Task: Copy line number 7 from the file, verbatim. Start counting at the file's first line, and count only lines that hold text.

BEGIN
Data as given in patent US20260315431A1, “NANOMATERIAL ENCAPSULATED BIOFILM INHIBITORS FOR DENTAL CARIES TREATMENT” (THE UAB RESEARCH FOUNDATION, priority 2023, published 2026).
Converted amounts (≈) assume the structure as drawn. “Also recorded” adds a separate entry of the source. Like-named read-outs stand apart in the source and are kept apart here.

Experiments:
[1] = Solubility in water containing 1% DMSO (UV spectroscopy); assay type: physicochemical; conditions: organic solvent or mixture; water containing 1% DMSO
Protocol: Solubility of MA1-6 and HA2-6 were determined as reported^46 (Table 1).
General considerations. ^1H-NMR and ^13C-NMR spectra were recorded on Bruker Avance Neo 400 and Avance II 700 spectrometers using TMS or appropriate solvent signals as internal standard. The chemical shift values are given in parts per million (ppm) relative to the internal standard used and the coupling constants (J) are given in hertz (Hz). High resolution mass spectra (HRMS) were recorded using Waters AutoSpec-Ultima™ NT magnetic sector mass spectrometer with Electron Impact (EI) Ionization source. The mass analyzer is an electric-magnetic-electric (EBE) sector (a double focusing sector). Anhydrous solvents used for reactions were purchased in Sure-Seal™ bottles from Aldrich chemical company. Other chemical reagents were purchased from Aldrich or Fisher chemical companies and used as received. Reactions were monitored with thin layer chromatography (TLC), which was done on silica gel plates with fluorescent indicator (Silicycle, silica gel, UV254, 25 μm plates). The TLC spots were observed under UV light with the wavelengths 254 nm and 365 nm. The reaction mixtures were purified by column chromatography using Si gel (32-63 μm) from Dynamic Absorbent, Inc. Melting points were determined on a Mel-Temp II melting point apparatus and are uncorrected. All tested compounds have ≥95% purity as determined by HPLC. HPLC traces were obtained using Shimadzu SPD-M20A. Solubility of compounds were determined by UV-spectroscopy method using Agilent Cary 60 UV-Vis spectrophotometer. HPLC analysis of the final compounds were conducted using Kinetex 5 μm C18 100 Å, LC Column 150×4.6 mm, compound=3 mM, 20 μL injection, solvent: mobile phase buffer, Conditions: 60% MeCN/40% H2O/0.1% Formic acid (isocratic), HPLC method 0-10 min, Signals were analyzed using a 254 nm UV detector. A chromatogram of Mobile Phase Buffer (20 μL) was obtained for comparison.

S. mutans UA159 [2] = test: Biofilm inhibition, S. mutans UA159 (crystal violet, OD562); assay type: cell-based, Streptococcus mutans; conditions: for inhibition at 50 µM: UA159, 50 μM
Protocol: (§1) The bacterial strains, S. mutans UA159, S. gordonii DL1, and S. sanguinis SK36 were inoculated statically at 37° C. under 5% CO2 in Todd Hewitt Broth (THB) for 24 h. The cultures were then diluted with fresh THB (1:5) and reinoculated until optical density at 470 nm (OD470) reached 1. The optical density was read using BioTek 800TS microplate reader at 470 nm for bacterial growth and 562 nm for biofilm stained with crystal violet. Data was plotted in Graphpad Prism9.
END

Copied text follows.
S. mutans UA159 [2] = test: Biofilm inhibition, S. mutans UA159 (crystal violet, OD562); assay type: cell-based, Streptococcus mutans; conditions: for inhibition at 50 µM: UA159, 50 μM